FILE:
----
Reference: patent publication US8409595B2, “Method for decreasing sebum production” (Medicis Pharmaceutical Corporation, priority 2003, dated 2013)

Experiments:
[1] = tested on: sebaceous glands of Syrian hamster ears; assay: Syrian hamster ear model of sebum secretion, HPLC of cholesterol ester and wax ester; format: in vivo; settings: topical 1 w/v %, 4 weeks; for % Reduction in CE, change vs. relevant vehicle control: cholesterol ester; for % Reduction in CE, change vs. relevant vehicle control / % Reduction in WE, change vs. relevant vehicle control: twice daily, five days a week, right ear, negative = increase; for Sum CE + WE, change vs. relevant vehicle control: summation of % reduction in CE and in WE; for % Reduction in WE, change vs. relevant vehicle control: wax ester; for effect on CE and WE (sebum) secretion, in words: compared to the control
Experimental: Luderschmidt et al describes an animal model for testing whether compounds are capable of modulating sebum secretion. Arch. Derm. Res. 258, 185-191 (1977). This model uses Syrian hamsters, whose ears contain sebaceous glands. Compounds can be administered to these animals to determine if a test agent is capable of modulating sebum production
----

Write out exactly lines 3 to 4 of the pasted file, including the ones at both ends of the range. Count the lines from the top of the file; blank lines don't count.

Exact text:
[1] = tested on: sebaceous glands of Syrian hamster ears; assay: Syrian hamster ear model of sebum secretion, HPLC of cholesterol ester and wax ester; format: in vivo; settings: topical 1 w/v %, 4 weeks; for % Reduction in CE, change vs. relevant vehicle control: cholesterol ester; for % Reduction in CE, change vs. relevant vehicle control / % Reduction in WE, change vs. relevant vehicle control: twice daily, five days a week, right ear, negative = increase; for Sum CE + WE, change vs. relevant vehicle control: summation of % reduction in CE and in WE; for % Reduction in WE, change vs. relevant vehicle control: wax ester; for effect on CE and WE (sebum) secretion, in words: compared to the control
Experimental: Luderschmidt et al describes an animal model for testing whether compounds are capable of modulating sebum secretion. Arch. Derm. Res. 258, 185-191 (1977). This model uses Syrian hamsters, whose ears contain sebaceous glands. Compounds can be administered to these animals to determine if a test agent is capable of modulating sebum production